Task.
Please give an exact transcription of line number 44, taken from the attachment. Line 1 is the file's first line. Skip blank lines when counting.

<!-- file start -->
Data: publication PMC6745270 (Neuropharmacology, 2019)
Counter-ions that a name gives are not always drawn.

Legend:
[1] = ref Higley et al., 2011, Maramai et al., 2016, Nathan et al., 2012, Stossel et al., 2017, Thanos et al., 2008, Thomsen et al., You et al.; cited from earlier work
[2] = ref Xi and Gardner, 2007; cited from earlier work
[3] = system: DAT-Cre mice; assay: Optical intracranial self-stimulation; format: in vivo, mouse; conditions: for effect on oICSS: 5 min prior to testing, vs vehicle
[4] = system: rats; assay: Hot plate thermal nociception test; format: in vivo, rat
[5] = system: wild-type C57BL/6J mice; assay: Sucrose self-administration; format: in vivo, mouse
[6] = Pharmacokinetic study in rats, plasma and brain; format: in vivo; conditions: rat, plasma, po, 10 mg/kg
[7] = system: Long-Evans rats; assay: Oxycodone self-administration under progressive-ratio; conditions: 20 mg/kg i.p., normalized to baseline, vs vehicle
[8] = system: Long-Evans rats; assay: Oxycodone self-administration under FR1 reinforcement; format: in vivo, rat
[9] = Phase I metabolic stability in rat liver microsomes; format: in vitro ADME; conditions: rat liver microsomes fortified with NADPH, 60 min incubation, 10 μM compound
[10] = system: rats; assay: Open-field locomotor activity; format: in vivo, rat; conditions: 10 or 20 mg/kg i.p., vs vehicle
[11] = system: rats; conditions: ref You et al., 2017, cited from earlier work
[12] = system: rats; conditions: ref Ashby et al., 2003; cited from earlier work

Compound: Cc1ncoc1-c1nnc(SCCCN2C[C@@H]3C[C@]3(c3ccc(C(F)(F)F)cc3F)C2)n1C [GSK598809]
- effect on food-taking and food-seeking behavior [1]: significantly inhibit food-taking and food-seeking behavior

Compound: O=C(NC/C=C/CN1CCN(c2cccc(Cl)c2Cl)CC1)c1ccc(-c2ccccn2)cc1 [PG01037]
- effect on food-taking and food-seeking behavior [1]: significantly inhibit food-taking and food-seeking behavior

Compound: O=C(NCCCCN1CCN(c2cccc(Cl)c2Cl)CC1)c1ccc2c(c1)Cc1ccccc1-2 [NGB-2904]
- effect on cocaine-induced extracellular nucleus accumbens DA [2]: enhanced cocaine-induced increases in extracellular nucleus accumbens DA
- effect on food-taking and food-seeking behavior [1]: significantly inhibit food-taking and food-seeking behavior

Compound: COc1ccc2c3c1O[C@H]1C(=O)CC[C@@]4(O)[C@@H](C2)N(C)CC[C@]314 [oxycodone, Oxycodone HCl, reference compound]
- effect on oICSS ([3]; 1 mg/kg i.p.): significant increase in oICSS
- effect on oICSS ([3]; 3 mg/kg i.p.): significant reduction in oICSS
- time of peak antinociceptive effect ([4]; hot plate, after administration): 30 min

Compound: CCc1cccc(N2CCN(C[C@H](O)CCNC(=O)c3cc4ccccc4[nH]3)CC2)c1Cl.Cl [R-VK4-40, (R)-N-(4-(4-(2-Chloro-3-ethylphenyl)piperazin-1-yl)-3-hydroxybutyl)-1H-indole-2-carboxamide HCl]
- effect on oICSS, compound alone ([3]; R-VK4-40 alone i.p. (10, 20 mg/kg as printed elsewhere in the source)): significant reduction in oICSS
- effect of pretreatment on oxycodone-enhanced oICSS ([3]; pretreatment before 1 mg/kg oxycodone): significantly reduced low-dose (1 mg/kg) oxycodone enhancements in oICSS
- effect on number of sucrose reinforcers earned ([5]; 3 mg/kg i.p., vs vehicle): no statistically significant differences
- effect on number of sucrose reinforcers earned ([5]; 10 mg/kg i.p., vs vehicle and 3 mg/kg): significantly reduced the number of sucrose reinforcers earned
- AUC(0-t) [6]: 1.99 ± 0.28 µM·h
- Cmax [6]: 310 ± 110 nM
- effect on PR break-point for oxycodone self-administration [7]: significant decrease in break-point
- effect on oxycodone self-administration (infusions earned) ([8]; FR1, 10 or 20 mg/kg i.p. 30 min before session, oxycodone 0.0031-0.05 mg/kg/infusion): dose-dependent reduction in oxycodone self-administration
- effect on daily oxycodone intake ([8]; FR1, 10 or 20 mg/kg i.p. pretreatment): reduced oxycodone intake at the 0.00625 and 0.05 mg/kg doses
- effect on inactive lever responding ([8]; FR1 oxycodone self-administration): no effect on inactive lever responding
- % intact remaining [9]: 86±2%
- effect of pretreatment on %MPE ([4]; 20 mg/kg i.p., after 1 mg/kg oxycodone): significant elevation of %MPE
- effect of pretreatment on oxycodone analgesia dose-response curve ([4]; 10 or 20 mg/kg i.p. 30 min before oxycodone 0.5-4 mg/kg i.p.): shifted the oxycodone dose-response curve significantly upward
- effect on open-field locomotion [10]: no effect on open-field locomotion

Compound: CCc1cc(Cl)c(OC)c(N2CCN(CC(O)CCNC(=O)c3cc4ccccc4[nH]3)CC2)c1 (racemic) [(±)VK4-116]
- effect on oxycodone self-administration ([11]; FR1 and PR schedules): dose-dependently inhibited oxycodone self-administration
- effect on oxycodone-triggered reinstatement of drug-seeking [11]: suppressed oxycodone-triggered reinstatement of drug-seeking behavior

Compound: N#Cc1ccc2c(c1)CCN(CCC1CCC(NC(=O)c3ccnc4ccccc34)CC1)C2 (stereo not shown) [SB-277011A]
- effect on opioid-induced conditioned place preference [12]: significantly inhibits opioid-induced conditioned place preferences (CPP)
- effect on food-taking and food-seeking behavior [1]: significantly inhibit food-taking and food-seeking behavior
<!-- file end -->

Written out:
- effect on oxycodone-triggered reinstatement of drug-seeking [11]: suppressed oxycodone-triggered reinstatement of drug-seeking behavior